When Disney and his overlooked sidekick Ub Iwerks set out to create a new character to replace their Oswald the Lucky Rabbit series, they based it on a pet mouse that Walt had while growing up, whose name was Mortimer (we're guessing that Walt didn't otherwise have a lot of friends). Presumably Iwerks was too shy to tell Disney that the name sucked, because they were actually planning to go ahead with that atrocity. This means that the character's debut was pretty close to being called "Steamboat Mortimer," which sounds more like a Confederate prison steamer than a fun cartoon.
There's no way this could end with anything but "Mortimer" committing suicide.
Fortunately, Disney's wife pointed out what everyone else was afraid to say: No matter how large you make his pupils or how many oversized buttons you put on his pants, no kid will watch a cartoon starring a character named Mortimer. Disney asked if she could think of something better, and his wife replied, "How about Mickey?" (when in fact she could have just said "How about literally anything else?"). Two theme parks and several major motion pictures later, Disney was probably forced to admit that she might have been on to something there.
Look at this picture of the Disneys and tell us that woman isn't balls-out terrified of that doll.
There is, however, a little-known Disney character named Mortimer Mouse who is sometimes Minnie's uncle and sometimes Minnie's suitor -- exactly the kind of nastiness we'd expect from a Mortimer.
It's impossible to think of 2001: A Space Odyssey, Stanley Kubrick's most famous and mind-blowingest work, without instantly hearing the distinctive soundtrack in your head. This movie is the only reason we associate ape men with Also Sprach Zarathustra or spaceships with waltzing.
Or even something as basic as computers with murder.
It's not just that the music fits great with the movie; it's that every image seems perfectly synchronized to that music. The audience's familiarity with those classical pieces also makes the two-and-a-half hours of cosmic insanity infinitely more watchable. Knowing how insanely detail-oriented Kubrick was, he probably had all that stuff completely figured out before shooting one second of footage, right?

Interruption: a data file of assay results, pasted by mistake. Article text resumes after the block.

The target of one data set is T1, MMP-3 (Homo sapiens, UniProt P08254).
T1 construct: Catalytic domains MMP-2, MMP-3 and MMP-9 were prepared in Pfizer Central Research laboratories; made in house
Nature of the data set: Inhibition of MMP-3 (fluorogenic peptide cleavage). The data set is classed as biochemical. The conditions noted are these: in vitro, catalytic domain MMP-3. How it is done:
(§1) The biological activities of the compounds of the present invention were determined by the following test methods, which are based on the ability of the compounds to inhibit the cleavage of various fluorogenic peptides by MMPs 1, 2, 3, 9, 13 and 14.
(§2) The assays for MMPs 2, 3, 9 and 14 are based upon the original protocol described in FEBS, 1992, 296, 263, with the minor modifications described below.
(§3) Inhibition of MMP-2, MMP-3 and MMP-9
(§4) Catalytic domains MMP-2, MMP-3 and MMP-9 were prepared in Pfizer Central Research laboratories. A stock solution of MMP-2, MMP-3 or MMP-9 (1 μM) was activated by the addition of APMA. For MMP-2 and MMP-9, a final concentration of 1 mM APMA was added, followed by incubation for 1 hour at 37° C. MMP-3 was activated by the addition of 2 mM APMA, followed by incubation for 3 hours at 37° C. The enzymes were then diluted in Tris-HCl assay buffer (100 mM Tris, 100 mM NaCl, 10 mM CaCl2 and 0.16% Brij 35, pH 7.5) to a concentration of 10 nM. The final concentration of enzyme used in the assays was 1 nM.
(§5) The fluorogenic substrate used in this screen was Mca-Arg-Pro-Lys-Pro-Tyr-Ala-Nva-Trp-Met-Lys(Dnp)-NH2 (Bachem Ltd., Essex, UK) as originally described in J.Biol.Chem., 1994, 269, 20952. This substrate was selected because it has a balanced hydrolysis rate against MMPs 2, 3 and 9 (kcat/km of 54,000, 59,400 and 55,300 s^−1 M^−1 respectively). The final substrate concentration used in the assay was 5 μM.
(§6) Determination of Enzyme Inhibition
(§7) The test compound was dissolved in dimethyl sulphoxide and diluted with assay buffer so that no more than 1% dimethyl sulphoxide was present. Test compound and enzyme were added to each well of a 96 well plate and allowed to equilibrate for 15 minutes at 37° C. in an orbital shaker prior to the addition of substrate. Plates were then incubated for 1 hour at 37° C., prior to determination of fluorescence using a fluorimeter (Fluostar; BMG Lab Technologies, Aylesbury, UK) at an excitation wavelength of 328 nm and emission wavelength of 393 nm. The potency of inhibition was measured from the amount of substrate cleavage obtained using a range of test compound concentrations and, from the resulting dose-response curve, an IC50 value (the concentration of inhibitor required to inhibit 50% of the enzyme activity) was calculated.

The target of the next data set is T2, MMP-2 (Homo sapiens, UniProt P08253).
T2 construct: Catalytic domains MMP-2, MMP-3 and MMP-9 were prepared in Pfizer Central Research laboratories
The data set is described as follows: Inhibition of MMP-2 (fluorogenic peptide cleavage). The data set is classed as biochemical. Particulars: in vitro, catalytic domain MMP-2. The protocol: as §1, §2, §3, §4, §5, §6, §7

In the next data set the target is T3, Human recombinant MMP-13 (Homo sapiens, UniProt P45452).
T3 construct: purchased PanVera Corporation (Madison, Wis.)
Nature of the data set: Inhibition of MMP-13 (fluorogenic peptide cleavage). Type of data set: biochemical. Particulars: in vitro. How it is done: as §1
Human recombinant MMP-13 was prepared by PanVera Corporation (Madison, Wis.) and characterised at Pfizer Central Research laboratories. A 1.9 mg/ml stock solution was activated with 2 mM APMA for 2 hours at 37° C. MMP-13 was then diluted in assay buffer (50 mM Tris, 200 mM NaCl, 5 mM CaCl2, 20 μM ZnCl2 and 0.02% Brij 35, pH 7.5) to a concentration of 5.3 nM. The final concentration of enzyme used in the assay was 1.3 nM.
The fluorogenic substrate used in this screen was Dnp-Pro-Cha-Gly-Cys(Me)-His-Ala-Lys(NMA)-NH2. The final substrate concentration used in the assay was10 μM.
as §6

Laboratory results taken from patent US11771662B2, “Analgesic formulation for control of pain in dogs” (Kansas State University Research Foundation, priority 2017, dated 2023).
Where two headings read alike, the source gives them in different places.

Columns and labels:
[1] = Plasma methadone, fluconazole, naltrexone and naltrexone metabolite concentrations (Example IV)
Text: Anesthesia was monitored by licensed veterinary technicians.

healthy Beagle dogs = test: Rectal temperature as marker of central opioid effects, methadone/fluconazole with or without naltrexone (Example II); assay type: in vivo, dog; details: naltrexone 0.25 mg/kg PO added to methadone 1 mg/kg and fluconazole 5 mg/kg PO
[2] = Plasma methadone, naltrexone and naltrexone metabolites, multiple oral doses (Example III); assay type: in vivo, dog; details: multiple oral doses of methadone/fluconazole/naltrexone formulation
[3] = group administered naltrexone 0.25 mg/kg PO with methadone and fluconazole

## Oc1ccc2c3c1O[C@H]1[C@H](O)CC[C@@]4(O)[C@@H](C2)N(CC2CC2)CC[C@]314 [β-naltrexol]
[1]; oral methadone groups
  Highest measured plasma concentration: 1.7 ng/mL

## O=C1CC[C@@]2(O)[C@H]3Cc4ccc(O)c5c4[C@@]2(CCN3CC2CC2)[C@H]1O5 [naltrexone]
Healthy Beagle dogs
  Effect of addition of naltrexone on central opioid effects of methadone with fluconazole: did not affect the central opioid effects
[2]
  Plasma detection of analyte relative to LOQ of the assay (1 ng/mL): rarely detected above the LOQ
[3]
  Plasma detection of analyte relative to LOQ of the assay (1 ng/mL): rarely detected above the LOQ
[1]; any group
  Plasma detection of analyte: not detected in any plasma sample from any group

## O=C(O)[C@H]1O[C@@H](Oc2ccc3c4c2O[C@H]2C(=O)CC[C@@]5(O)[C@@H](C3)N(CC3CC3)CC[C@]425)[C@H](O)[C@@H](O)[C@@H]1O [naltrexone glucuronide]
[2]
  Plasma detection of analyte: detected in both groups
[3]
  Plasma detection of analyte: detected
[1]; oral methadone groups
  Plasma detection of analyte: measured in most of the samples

"... and this whole scene will be framed by The Ride of the Valkyries, done entirely in farts."
But It Was Almost ...
Actually, the entire classical soundtrack was more or less something Kubrick included at the last minute ... throwing away a finished modern score composed and recorded specifically for this movie. The opening sequence almost sounded like this:
That original score was created by veteran composer Alex North, who had previously worked with Kubrick on his earlier film Spartacus. North's score was epic and bombastic, and would have given the movie a completely different feeling -- the audience would keep wondering when the gladiators were gonna show up and tear down that monolith. 2001 without classical music would be like Pulp Fiction without '70s songs, and with a touching John Williams theme instead.
Still, North worked so hard on the score that Kubrick personally commissioned from him that he actually came down with muscle spasms from the stress and had to be driven to the recording in an ambulance. Kubrick wasn't impressed.
"The last time I slept was Thursday. I don't remember which year."
At some point during the film's long production, MGM started worrying about the state of the movie, and Kubrick created a work reel set to classical music, just to show them how it was coming along.
Kubrick liked how it sounded and continued using the classical music as a temporary soundtrack while editing the movie himself (apparently he did everything but act in it). Meanwhile, he told North his score was fine, but that he didn't need more of it because the rest of the movie would be just breathing noises. It's unclear exactly at what point he decided to completely ditch North's soundtrack and use his own -- North himself only found out about it when he attended the film's screening (and probably looked like a huge jerk in front of his date).